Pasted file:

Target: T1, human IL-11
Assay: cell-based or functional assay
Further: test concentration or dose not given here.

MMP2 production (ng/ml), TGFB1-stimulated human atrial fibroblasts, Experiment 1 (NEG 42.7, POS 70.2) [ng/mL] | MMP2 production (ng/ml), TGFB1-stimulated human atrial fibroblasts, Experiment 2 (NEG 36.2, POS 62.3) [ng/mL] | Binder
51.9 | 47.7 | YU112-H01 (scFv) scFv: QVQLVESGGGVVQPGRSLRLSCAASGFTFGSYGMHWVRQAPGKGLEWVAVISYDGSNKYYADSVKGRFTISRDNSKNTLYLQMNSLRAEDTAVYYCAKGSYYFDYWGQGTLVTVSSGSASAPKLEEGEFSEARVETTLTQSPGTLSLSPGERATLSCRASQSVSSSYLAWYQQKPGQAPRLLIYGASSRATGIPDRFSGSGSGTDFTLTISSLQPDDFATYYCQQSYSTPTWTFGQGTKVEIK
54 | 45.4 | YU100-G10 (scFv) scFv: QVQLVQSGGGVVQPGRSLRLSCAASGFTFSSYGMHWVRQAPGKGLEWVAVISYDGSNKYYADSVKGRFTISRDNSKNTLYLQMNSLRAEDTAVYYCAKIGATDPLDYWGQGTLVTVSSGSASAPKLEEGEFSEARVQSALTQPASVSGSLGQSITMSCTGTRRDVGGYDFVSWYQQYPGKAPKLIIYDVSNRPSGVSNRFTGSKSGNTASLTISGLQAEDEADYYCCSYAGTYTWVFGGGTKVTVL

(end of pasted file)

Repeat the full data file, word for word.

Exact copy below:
Target: T1, human IL-11
Assay: cell-based or functional assay
Further: test concentration or dose not given here.

MMP2 production (ng/ml), TGFB1-stimulated human atrial fibroblasts, Experiment 1 (NEG 42.7, POS 70.2) [ng/mL] | MMP2 production (ng/ml), TGFB1-stimulated human atrial fibroblasts, Experiment 2 (NEG 36.2, POS 62.3) [ng/mL] | Binder
51.9 | 47.7 | YU112-H01 (scFv) scFv: QVQLVESGGGVVQPGRSLRLSCAASGFTFGSYGMHWVRQAPGKGLEWVAVISYDGSNKYYADSVKGRFTISRDNSKNTLYLQMNSLRAEDTAVYYCAKGSYYFDYWGQGTLVTVSSGSASAPKLEEGEFSEARVETTLTQSPGTLSLSPGERATLSCRASQSVSSSYLAWYQQKPGQAPRLLIYGASSRATGIPDRFSGSGSGTDFTLTISSLQPDDFATYYCQQSYSTPTWTFGQGTKVEIK
54 | 45.4 | YU100-G10 (scFv) scFv: QVQLVQSGGGVVQPGRSLRLSCAASGFTFSSYGMHWVRQAPGKGLEWVAVISYDGSNKYYADSVKGRFTISRDNSKNTLYLQMNSLRAEDTAVYYCAKIGATDPLDYWGQGTLVTVSSGSASAPKLEEGEFSEARVQSALTQPASVSGSLGQSITMSCTGTRRDVGGYDFVSWYQQYPGKAPKLIIYDVSNRPSGVSNRFTGSKSGNTASLTISGLQAEDEADYYCCSYAGTYTWVFGGGTKVTVL